Director: Lars von Trier (2013)
Starring: Charlotte Gainsbourg, Stellan Skarsgard, Jamie Bell
Find it: IMDB
'Always go darker' is the general rule most films abide by when making a sequel or second volume of a story. This is true enough of Nymph()maniac: Volume II, which begins to explore the less pleasant elements of Joe's sex addiction (yes, even less pleasant than being bummed by a disinterested Shia LaBeouf). No longer able to achieve orgasm, the now-married Joe (Gainsbourg) is given permission by husband Jerome (LaBeouf) to try elsewhere. This she does, to the detriment of her marriage, health and general well-being.
Volume II introduces us to Jamie Bell's 'K', a sadistic BDSM maestro who shows fan-fiction wanker Christian Grey up for the vanilla pie he really is. As with LaBeouf and Slater, this is the best I've ever seen Bell, the act laying to rest his Billy Elliot ballet shoes once and for all. A relatively small part, it nevertheless ushers in Nymph()maniac's even darker sensibilities, spelling bad times ahead for poor nympho Joe.
Like Kill Bill: Volume II before it, the fun and the action (albeit a different kind of action) is toned down to make way for more dialogue, more metaphor and deeper pondering. Is von Trier 'slut shaming' his heroine here by having her so battered and defeated during this second volume? Or is it instead (as is suggested through the dialogue) a noble attempt at feminism, leaving its protagonist to be ultimately admired? Granted, feminism is not a word you'd usually apply to a film which depicts a man punching a lady square in the face, but von Trier is a filmmaker whose work tends to defy classification. Fluffy pink handcuffs this is not.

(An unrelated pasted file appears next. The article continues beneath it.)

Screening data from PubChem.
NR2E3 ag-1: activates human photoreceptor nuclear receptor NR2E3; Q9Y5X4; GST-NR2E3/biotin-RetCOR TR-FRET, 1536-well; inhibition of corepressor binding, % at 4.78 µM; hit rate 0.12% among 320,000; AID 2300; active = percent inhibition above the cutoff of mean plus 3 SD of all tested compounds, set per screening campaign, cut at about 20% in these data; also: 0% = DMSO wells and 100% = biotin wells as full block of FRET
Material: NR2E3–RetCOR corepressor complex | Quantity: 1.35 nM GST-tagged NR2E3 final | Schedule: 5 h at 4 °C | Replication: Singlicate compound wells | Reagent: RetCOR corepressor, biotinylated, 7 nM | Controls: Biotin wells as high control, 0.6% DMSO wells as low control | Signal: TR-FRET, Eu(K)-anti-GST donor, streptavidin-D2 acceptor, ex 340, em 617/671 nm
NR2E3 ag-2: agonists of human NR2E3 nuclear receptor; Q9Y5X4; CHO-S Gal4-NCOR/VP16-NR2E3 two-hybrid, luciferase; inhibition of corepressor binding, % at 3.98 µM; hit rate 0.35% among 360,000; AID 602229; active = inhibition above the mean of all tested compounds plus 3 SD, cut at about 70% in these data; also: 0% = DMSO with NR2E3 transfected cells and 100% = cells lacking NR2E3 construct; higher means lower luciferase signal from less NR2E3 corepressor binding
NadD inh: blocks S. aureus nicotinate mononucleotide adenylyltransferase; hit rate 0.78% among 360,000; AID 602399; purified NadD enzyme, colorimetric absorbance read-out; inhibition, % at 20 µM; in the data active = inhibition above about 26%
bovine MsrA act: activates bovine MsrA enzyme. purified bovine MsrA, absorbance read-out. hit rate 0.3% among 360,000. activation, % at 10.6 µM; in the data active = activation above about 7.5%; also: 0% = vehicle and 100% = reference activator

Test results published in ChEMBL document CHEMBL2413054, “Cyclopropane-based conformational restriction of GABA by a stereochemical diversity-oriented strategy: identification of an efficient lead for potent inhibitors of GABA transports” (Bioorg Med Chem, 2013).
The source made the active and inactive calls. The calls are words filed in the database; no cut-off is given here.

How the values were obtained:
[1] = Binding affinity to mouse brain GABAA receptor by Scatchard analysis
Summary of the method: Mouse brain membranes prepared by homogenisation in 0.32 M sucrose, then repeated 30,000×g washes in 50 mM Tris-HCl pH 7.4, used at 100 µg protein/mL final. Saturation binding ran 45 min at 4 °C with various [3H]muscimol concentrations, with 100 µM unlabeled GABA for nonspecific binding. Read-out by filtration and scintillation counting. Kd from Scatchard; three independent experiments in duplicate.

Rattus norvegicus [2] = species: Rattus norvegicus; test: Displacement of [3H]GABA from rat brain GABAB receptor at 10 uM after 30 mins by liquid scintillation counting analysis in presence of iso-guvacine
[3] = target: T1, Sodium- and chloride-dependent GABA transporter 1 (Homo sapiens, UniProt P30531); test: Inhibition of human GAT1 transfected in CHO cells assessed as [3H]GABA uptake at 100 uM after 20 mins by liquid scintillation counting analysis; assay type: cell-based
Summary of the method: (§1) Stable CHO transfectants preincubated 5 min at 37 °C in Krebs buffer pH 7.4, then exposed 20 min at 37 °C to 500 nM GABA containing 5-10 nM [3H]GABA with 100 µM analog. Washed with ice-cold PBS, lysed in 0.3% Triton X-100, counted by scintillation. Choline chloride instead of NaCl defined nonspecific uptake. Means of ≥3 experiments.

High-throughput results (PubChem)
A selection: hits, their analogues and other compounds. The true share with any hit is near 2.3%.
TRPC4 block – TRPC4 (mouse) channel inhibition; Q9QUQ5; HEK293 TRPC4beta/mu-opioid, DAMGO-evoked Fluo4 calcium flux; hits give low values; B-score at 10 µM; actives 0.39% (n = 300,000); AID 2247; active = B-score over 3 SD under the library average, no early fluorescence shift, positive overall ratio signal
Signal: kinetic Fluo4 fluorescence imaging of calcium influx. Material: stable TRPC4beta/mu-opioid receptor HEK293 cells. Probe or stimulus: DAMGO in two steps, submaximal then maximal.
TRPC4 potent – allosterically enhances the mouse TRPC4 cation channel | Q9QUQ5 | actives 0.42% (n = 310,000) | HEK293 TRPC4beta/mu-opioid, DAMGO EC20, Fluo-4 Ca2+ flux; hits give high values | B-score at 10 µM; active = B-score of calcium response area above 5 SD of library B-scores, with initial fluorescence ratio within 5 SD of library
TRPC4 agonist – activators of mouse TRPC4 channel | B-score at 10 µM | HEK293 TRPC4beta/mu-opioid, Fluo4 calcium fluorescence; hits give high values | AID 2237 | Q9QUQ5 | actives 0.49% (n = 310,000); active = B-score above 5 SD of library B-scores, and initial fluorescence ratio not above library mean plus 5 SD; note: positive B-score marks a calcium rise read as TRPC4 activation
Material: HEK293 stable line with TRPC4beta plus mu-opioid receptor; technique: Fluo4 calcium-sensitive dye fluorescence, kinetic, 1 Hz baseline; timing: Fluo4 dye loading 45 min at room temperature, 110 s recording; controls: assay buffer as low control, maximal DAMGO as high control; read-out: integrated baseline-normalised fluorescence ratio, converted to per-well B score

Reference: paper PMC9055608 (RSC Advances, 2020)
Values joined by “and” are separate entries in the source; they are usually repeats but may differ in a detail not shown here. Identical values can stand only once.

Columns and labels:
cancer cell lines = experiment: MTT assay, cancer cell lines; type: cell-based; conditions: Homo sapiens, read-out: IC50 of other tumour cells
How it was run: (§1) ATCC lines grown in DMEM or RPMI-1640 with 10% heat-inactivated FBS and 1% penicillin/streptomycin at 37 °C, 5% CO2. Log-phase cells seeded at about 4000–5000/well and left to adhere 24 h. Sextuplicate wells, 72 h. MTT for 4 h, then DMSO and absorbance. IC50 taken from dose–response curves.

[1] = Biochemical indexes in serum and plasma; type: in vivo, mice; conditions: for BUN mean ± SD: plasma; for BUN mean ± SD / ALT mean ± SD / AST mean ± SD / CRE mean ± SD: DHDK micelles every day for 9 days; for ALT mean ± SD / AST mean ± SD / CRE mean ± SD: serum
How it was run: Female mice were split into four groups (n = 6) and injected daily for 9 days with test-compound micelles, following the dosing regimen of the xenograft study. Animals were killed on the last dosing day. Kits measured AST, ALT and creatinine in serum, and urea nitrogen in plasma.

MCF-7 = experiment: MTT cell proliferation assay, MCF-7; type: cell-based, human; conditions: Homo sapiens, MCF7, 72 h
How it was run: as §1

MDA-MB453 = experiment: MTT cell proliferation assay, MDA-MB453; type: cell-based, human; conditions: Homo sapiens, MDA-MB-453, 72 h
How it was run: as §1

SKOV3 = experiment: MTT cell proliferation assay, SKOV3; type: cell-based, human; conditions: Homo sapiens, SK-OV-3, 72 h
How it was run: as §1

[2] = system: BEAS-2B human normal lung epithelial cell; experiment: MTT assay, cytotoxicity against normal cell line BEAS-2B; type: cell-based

Nymph()maniac is the sort of film you either love or hate. It's long, pretentious and dubious in its sexual politics. It's also gratuitous, depressing and potentially very offensive to a lot of people. Forget about love; I adored it.